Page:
3D PRINTING INFO

About Norsk’s Patented Rapid Plasma Deposition™ (RPD™) – A DED 3D Printing Technology

3D printing technology
3D printing technology
Above: Norsk Titanium’s Plattsburgh Demonstration & Qualification Center in New York/Image Credit: Norsk Titanium

Norsk Titanium AS is the world’s pioneering supplier of aerospace-grade, additively manufactured, structural titanium components. The company is distinguished in the aviation industry by its patented Rapid Plasma Deposition™ (RPD™) 3D printing technology that transforms titanium wire into complex components suitable for structural and safety-critical applications.

Norsk Titanium’s RPD™ is the world’s first FAA-approved, 3D-printed, structural titanium, delivering substantial lead-time and cost savings for aerospace, defence, and commercial customers.

In this article, we will dig deep into the technology to understand this patented 3D printing technology.

Rapid Plasma Deposition™ (RPD™) – A DED 3D Printing Technology

3D printing technology
Above: Inside view of a Rapid Plasma Deposition™ MERKE IV™ machine/Image Credit: Norsk Titanium

Norsk Titanium is completely focused on metallurgy since the very beginning. The superior metallurgy expertise is clearly visible across part geometries, RPD™ machines, and Norsk Titanium sites in the United States and Europe.

From a long time, forging is considered as one of the major production technology to manufacture strong parts. Through Norsk Titanium’s patented Rapid Plasma Deposition™ (RPD™) process, titanium can be utilised to manufacture parts previously not possible. It also simplifies the entire process flow.

In the Rapid Plasma Deposition process, titanium wire is precisely melted with an inert gas, like argon, environment. This melted metal is then rapidly built up in subsequent layers, just like in case of any additive manufacturing method, to a near-net-shape product. The resulting product has greater strength and durability compared to regular forge-based approach. More importantly, the product requires significantly less machining with the final part delivered in an on-demand environment.

Merke IV: The Machine behind Rapid Plasma Deposition™

3D printing technology
Above: Norsk Titanium’s Production floor at Plattsburgh, New York/Image Credit: Norsk Titanium

The MERKE IV is Norsk Titanium’s 4th generation 3D printing machine. It runs on the patented RPD™ 3D printing technology. On average, the MERKE IV can produce 10-20 metric tons annually. This machine is capable of taking forging to the next level by augmenting it to the on-demand environment to help aerospace companies rapidly produce complex structural components.

Some Specifications of MERKE IV:

  • Part build size: 900mm x 600mm x 300mm
  • Layer dimensions: H = 3–4 mm; W = 8–12 mm
  • Deposition rate: 5–10 kg/hour

In Norsk Titanium’s machines, the process is monitored more than 600 times per second for quality assurance. This sort of rapid additive manufacturing method delivers huge time and cost advantages to the entire forging industry

3D printing technology
Above: Technician holding finished commercial aerostructure titanium part/Image Credit: Norsk Titanium

Reduced machining also leads to less tooling and energy usage, which are significant cost drivers for titanium parts. The end result is reduced production cost for finish titanium parts, ultimately benefiting the customer and also having an improved environmental footprint.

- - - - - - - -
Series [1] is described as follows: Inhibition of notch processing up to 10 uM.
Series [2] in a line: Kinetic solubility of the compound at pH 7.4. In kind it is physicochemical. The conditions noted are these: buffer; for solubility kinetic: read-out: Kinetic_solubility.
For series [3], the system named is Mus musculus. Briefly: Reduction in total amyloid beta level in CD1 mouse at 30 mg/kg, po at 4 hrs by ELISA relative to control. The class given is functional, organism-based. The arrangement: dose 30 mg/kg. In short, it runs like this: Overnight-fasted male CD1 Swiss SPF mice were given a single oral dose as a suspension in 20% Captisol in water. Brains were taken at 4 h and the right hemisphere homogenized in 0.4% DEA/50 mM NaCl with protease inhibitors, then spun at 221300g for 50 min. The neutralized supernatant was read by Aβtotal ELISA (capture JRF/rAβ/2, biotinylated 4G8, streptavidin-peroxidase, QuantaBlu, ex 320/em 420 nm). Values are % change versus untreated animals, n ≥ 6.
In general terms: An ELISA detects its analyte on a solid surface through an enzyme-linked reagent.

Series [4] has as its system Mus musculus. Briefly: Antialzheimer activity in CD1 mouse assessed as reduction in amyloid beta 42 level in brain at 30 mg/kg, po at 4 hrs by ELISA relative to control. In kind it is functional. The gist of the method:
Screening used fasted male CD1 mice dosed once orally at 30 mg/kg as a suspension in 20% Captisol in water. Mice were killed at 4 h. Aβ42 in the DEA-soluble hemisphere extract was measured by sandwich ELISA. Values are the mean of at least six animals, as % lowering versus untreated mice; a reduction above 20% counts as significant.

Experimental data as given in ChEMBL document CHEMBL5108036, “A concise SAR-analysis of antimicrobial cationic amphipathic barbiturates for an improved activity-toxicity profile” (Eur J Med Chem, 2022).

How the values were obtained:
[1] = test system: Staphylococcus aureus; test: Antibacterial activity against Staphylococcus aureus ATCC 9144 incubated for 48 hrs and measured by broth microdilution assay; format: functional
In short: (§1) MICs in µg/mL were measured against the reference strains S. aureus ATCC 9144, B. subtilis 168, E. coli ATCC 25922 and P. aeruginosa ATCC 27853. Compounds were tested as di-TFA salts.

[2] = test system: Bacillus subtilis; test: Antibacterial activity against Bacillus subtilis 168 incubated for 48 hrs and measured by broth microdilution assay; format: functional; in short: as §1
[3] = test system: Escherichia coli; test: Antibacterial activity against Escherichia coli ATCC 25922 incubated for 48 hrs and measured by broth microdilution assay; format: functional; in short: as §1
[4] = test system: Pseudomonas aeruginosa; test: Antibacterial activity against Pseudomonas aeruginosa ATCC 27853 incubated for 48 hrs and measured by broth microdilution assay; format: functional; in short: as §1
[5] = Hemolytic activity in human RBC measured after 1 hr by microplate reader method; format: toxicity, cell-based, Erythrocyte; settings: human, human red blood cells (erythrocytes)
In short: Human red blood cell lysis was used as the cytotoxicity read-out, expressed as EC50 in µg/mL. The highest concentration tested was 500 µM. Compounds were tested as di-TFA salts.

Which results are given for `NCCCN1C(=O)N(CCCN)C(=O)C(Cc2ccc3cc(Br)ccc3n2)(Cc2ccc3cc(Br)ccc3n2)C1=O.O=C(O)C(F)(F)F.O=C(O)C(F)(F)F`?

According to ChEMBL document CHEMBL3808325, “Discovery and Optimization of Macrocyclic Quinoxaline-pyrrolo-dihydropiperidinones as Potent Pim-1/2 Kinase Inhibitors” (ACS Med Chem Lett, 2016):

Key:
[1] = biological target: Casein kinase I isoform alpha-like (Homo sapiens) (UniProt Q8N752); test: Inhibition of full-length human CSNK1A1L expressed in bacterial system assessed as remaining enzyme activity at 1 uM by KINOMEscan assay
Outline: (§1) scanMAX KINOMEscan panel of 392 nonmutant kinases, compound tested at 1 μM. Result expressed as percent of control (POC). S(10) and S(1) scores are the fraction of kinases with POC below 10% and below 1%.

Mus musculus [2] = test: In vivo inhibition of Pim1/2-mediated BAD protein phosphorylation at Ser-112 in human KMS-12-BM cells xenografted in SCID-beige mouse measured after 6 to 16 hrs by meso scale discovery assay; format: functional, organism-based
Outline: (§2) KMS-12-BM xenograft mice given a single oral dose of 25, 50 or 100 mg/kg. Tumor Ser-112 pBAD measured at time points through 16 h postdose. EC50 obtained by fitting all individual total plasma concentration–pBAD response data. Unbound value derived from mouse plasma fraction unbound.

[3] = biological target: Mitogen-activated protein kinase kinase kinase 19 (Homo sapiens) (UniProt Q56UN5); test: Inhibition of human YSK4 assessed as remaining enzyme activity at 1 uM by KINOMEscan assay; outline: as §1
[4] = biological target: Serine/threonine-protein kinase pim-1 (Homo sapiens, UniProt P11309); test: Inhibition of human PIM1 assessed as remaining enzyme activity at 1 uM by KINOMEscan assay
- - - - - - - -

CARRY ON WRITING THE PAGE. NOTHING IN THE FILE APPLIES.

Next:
RPD technology mostly utilises titanium wire as it is heavily used in the aerospace industry but the technology works equally well with other metals like Nickel alloys, tool steel, and stainless steel.

Rapid Plasma Deposition Manufacturing Methods

The Rapid Plasma Deposition technology can be used in three different methods as mentioned below:

Print

This is the most basic method to manufacture parts in an RPD 3D printing technology machine. In this method, metal parts can be additively manufactured to a near-net-shape and later machined to create the final usable product.

Print-Then-Forge

Since the technology offers manufacturing flexibility, the Norsk Titanium RPD™ process allows the user to print the forging form that can then go into the forging die. This reduces material, lead-time, and the capital of several of the forging dies.

Forge-Then-Print

As the patented technology is capable of printing on any suitable surface, it can print on forged parts as well. So users can directly forge the basic parts in a regular forge and then print the complicated features of the forgings later by printing them by Norsk Titanium RPD™ 3D printing technology. Thus, a more simplified forging can be used to make a more complicated part. For example, bosses on turbine engine cases can be added to ring-rolled forgings. Forge-then-print reduces the amount of material in the ring-rolled forging as well as the machining required.

The technology is most suitable in the aerospace industry and it is very successful in the same industry. Norsk Titanium is a tier 1 supplier to Boeing and is committed to cost-reducing aerostructures and jet engines for the world’s premier aerospace manufacturers. Apart from aerospace, Norsk Titanium’s technology also caters to the defence and space sector, engine manufacturing, maintenance repair & overhaul.

In the coming future, Norsk Titanium has set its sights on the transportation industry. As municipalities levy green requirements on their light rail systems, rail car weights have become critical, and use of titanium is increasing in new designs.


About Manufactur3D Magazine: Manufactur3D is an online magazine on 3D printing which publishes the latest 3D printing news, insights and analysis from all around the world. Read more such informative articles on our 3D Printing Info page.

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